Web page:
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The Struggle Along the Missouri-Kansas Border

This training course consists of six two-hour long sessions.

The year 2011 will be the 150th anniversary of the start of the American Civil War. This class tells the story of the Struggle Along the Missouri-Kansas Border during the American Civil War. We will focus on events occurring in Platte, Clay, Jackson, Cass, Bates and Vernon Counties in Missouri and in Douglas, Leavenworth, Wyandotte, Johnson, Miami, Linn and Bourbon Counties in Kansas.

We will discuss events taking place from the time when the first volunteers regiments were being formed in the latter half of 1861 until the latter half of 1863 following the events after Federal Brigadier-General Thomas Ewing, Jr. issued the infamous General Orders, No. 11.

We will meet such individuals as James H. Lane, William C. Quantrill, Charles R. Jennison, Upton Hays, Daniel R. Anthony, Cole Younger, James Montgomery, Thomas Ewing, Jr., and, of course, Frank and Jesse James.

This story is told by the participants themselves using their own words from official reports, diaries or works published following the war. Photographs of the participants and sketches and photos of battle sites will be shown during the class.

What follows is a partial list of topics that will be covered:

  • The Sack of Osceola by James H. Lane (September 1861)

  • “Jennison's Jayhawkers” - The 7th Kansas Volunteer Cavalry Regiment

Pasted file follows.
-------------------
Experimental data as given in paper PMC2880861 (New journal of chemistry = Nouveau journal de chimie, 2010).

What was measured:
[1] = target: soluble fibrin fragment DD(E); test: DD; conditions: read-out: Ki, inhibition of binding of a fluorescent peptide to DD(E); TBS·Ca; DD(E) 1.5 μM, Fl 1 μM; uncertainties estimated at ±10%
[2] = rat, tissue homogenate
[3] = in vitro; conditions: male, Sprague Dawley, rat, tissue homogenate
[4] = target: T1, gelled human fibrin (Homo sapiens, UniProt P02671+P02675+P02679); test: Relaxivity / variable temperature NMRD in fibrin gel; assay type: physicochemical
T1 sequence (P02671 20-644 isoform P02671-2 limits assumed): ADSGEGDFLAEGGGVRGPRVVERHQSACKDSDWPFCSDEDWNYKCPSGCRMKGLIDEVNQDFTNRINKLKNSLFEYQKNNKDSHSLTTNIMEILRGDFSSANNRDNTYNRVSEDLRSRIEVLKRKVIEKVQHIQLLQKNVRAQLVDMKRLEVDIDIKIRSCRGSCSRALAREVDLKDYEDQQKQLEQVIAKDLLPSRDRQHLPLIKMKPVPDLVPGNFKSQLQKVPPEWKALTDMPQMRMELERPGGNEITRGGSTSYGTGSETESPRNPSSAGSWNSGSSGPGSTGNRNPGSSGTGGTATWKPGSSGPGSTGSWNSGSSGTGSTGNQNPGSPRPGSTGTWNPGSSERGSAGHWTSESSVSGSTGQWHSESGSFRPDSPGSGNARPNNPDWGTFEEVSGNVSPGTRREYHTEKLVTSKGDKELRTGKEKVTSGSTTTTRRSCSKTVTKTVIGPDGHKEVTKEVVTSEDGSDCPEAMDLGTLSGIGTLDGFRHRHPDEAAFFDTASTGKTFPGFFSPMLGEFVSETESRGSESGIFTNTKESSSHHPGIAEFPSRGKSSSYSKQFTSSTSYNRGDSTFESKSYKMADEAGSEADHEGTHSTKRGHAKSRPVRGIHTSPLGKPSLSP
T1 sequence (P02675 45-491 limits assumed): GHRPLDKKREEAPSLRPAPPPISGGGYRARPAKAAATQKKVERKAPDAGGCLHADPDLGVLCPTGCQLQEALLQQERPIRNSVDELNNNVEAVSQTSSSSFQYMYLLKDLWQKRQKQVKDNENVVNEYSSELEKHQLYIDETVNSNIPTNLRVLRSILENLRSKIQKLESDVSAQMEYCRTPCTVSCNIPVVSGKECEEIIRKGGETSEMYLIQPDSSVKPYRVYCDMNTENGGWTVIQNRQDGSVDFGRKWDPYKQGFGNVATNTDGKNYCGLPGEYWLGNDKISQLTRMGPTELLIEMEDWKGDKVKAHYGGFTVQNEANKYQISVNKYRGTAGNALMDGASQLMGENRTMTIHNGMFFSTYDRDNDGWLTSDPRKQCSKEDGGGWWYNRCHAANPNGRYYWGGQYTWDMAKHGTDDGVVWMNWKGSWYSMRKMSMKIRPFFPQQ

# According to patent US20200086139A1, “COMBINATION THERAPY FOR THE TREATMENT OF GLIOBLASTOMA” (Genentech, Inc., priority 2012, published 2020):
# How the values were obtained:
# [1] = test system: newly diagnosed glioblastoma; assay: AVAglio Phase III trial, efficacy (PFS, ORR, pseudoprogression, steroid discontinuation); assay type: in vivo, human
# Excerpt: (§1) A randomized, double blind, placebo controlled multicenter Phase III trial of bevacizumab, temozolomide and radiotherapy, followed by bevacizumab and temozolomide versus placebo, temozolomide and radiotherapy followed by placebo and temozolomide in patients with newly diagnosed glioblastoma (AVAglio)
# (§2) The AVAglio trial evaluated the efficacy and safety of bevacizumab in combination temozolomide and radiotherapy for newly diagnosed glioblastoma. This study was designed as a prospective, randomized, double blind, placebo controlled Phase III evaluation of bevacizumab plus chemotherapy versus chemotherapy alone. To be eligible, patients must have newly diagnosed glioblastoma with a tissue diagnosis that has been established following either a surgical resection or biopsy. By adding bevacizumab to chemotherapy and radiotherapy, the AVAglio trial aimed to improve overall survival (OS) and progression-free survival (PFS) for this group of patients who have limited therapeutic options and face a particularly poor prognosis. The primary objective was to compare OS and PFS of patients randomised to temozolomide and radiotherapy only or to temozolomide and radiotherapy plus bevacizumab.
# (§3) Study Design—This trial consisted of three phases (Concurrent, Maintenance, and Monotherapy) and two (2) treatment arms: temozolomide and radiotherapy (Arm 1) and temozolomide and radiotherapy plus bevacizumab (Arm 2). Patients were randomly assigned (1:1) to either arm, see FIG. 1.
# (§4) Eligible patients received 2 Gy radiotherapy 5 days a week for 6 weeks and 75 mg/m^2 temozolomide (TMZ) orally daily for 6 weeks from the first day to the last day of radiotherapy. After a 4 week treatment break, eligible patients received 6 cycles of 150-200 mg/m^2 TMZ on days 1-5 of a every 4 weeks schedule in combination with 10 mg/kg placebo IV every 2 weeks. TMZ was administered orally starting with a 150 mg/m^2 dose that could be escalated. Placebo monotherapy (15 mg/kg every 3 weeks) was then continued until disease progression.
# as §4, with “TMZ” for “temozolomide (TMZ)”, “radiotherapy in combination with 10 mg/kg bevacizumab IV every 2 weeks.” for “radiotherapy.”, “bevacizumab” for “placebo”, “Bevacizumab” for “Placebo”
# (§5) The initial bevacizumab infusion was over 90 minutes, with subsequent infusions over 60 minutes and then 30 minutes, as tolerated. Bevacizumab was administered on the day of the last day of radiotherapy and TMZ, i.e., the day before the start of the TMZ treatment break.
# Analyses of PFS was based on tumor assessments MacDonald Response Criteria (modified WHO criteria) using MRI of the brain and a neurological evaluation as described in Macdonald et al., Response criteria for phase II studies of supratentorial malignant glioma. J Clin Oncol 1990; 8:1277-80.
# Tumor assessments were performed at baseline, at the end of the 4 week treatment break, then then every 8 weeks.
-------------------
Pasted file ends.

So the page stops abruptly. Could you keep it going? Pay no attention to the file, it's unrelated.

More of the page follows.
• Jennison Raid on Independence (October 1861)

  • Jayhawker Raids into Missouri

  • Bushwacker Raids into Kansas

  • Federal efforts to put a stop to the jayhawking

  • Federal efforts to put a stop to Missouri Guerrillas

  • The Partisan Ranger Act (April 1862)

  • The Battle of Lone Jack (August 1862)

  • General Orders, No. 9 and 10 (August 1863)

  • Collapse of Union Prison

  • Quantrill's Raid on Lawrence, Kansas (August 1863)

  • General Orders, No. 11 (August 1863)

  • Action at Baxter Springs (October 1863)

Instructor: Dick Titterington, theMuse, an amateur historian who worked at Sprint/Embarq in Information Technology for 17 years before retiring in 2008. While working at Sprint, Dick was a part time instructor for Sprint's University of Excellence and spent over ten years delivering training on advanced software engineering techniques. Following his retirement, Dick has focused much of his energies on an interest in history, particularly the events that took place in Missouri and Kansas before and during the American Civil War.

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